Kiyohime was the daughter of a wealthy man who held an inn for travelers on the Hidaka river. One day, a monk staying at the inn named Anchin fell in love with her. The romance was short lived as the monk soon regretted breaking his vow of chastity and consequently left to continue his journey. When she found out, the heart-broken Kiyohime decided to chase the monk 💔.
She eventually caught up to him while he was about to cross the river. The monk refused that she joined him and sailed away. However, Kiyohime, furious, jumped into the river and started to swim towards Anchin. The legend says that at this moment she turned into a dragon as a result of her anger.
She then proceeded to chase the monk who tried to find refuge in the nearby temple of Dojo-ji. Terrified by the monster that was now coming after him, Anchin hid under the temple's massive bell. Unfortunately Kiyohime found him and eventually melted the bell with her breath of fire; killing the monk in her rage.
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4/ Toyotama-hime: The grandmother of Japan's first emperor
Toyotama-hime is one of Ryujin's (the dragon god) beautiful daughters. She married the hunter prince Hoori after he rescued her from a gang who tried to kidnap her. They lived in Ryujin's underwater palace for several years but Hoori eventually missed the earth and they decided to move to his native village.
She became pregnant and on the day was due, she asked Hoori not to accompany her and to let her to deliver the baby in privacy. Unfortunately, Hoori's curiosity got the better of him and followed her. As a result he witnessed Toyotama-hime's transformation into a dragon during labor (since her true form was that of a dragon and not a human). When she realized that Hoori had spied on her, she became furious and returned to live under the sea, abandoning her husband and child.
She sent her younger sister Tamayori to raise her son on the surface. Tamayori and Toyotama-hime's son eventually married and their child, Jimmu, became the first emperor of Japan.
5/ Mizuchi: The infamous water deity
The Mizuchi dragons are malicious creatures living in rivers. They have poisonous breath and often kill those who wander too close to them. The legend says that they were defeated by a man named Agatamori. He tracked them mercilessly for years in the Kawashima river until he had slew every one of them.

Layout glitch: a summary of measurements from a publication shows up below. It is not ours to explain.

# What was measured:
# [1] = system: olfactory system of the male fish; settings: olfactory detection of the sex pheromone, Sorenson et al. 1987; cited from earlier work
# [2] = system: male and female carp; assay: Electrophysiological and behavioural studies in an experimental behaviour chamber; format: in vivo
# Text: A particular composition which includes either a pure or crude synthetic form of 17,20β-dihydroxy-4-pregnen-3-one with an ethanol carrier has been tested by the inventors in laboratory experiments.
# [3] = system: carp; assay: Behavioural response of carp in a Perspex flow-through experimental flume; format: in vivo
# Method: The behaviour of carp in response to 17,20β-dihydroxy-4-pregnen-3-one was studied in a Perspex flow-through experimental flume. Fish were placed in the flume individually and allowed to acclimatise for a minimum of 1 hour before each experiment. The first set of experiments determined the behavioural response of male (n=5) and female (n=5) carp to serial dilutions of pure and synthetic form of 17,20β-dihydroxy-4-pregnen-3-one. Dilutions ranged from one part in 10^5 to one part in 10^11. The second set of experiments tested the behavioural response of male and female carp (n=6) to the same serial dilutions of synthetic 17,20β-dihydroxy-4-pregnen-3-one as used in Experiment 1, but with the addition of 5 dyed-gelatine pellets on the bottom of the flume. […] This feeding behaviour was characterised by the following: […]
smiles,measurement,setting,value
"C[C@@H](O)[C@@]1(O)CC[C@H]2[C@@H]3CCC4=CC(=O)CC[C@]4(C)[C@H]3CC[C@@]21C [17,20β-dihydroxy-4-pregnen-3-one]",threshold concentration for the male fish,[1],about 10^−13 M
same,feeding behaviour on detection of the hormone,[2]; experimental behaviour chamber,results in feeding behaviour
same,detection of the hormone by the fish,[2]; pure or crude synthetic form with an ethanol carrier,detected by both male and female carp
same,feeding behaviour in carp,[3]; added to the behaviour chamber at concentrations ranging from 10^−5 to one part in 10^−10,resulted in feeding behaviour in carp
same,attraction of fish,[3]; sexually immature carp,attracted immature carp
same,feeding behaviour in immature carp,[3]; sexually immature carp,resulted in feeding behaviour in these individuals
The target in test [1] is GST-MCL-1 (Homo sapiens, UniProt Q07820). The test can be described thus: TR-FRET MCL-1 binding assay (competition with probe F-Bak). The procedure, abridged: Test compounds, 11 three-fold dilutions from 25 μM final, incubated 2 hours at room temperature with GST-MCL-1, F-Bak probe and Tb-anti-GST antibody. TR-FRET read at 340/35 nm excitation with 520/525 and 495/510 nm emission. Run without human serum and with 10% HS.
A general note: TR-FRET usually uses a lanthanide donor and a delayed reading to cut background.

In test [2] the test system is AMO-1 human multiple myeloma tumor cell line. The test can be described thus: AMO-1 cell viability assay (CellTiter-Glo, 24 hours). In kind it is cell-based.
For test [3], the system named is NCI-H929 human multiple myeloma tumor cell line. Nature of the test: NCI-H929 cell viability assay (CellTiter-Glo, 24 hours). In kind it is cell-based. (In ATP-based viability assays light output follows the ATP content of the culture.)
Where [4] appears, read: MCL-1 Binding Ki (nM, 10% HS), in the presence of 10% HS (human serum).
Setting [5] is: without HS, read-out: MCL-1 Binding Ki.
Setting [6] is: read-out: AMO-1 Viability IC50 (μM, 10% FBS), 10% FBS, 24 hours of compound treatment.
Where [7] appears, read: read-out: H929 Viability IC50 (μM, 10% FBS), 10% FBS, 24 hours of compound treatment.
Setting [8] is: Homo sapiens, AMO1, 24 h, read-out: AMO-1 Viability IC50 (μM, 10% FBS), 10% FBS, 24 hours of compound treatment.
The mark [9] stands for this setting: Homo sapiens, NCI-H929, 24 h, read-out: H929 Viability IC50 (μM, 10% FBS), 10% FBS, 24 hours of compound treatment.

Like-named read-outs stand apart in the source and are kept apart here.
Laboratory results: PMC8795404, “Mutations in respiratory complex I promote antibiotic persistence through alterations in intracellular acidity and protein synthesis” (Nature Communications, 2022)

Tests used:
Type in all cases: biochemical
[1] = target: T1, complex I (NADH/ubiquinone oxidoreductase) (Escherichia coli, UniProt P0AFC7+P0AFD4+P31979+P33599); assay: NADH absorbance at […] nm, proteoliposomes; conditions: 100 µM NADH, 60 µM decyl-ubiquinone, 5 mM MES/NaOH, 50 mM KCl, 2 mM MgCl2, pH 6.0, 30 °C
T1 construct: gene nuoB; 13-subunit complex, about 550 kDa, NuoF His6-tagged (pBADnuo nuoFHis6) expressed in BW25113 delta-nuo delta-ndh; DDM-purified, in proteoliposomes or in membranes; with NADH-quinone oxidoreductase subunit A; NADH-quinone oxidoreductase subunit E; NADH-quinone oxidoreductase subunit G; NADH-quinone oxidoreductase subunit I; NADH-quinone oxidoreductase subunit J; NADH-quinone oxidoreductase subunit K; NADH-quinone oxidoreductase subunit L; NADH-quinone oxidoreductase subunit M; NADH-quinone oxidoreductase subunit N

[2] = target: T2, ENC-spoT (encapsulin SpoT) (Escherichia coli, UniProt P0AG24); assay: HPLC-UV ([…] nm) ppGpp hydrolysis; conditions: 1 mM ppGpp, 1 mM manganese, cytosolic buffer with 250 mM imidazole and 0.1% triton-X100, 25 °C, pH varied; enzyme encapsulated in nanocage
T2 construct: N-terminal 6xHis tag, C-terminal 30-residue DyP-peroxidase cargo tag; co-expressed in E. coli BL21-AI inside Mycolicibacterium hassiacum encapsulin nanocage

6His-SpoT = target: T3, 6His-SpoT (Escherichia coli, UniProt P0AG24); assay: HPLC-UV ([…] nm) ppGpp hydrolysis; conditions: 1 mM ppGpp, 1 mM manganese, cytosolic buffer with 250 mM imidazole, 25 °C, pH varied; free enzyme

As a trophy, he dragged the dragons' corpses in a nearby pool of water that eventually turned red due to the dragons' blood 🩸. This place was named the pool of Agatamori.
6/ Nure-onna: The treacherous woman-dragon
Nure-onna (which means "wet woman") is a creature with the head of a woman and the body of a giant snake. Its appearance varies slightly, but it is generally described as having bulging, snake-like, eyes as well as sharp claws and fangs.
Nure-onna is usually seen on river shores, washing her long hair. In some stories, she carries a small child, which she uses to attract potential victims. When a well-meaning person tries to rescue him, the child attaches to the victim making it almost impossible to escape, leaving the victim to drown in the river. In some stories, Nure-onna uses her long and powerful tongue to suck all of the victim's blood out 😨.
7/ The Azure Dragon: Protector of Kyoto
The Azure Dragon is one of the mythical protectors of the city of Kyoto. He is said to protect the east of the city. As such, there are many temples built in his honor in the eastern part of the city. The most well known is the Kiyomizu Temple where a ceremony to worship the dragon is held every year.
Congrats on making it to the bottom of this article ✌️! We hope you enjoyed reading about these ancient myths. By the way, if you're found of dragons and like Japan, you might want to check our collection of dragon incense burners. Just click the image below to be redirected!